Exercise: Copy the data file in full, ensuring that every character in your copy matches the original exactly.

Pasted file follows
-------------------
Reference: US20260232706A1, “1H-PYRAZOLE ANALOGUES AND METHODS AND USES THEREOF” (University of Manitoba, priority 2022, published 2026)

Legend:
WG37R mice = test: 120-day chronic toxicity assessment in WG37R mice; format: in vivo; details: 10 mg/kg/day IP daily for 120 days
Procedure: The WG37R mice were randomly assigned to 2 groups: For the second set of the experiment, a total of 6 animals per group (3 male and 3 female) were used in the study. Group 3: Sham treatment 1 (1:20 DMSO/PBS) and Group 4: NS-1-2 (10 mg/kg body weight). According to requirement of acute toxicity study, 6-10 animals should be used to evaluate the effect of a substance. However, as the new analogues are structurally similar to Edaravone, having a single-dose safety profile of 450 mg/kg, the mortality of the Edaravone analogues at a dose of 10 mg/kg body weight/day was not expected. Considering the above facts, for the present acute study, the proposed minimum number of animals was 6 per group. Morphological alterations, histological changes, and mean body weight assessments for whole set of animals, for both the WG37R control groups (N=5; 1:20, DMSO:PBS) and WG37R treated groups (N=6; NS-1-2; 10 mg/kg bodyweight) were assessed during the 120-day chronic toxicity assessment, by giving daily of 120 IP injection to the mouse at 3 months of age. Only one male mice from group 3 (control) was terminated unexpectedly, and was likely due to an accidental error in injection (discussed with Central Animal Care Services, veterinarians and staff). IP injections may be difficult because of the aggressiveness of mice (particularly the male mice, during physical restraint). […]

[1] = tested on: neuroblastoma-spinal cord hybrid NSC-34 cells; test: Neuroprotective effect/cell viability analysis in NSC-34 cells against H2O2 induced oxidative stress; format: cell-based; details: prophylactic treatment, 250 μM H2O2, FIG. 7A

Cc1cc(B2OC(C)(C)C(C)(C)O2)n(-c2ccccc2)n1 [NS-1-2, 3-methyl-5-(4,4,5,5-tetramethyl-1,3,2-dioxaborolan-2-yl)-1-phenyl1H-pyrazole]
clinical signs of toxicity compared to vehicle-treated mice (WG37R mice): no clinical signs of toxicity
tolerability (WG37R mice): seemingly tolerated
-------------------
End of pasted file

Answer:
Reference: US20260232706A1, “1H-PYRAZOLE ANALOGUES AND METHODS AND USES THEREOF” (University of Manitoba, priority 2022, published 2026)

Legend:
WG37R mice = test: 120-day chronic toxicity assessment in WG37R mice; format: in vivo; details: 10 mg/kg/day IP daily for 120 days
Procedure: The WG37R mice were randomly assigned to 2 groups: For the second set of the experiment, a total of 6 animals per group (3 male and 3 female) were used in the study. Group 3: Sham treatment 1 (1:20 DMSO/PBS) and Group 4: NS-1-2 (10 mg/kg body weight). According to requirement of acute toxicity study, 6-10 animals should be used to evaluate the effect of a substance. However, as the new analogues are structurally similar to Edaravone, having a single-dose safety profile of 450 mg/kg, the mortality of the Edaravone analogues at a dose of 10 mg/kg body weight/day was not expected. Considering the above facts, for the present acute study, the proposed minimum number of animals was 6 per group. Morphological alterations, histological changes, and mean body weight assessments for whole set of animals, for both the WG37R control groups (N=5; 1:20, DMSO:PBS) and WG37R treated groups (N=6; NS-1-2; 10 mg/kg bodyweight) were assessed during the 120-day chronic toxicity assessment, by giving daily of 120 IP injection to the mouse at 3 months of age. Only one male mice from group 3 (control) was terminated unexpectedly, and was likely due to an accidental error in injection (discussed with Central Animal Care Services, veterinarians and staff). IP injections may be difficult because of the aggressiveness of mice (particularly the male mice, during physical restraint). […]

[1] = tested on: neuroblastoma-spinal cord hybrid NSC-34 cells; test: Neuroprotective effect/cell viability analysis in NSC-34 cells against H2O2 induced oxidative stress; format: cell-based; details: prophylactic treatment, 250 μM H2O2, FIG. 7A

Cc1cc(B2OC(C)(C)C(C)(C)O2)n(-c2ccccc2)n1 [NS-1-2, 3-methyl-5-(4,4,5,5-tetramethyl-1,3,2-dioxaborolan-2-yl)-1-phenyl1H-pyrazole]
clinical signs of toxicity compared to vehicle-treated mice (WG37R mice): no clinical signs of toxicity
tolerability (WG37R mice): seemingly tolerated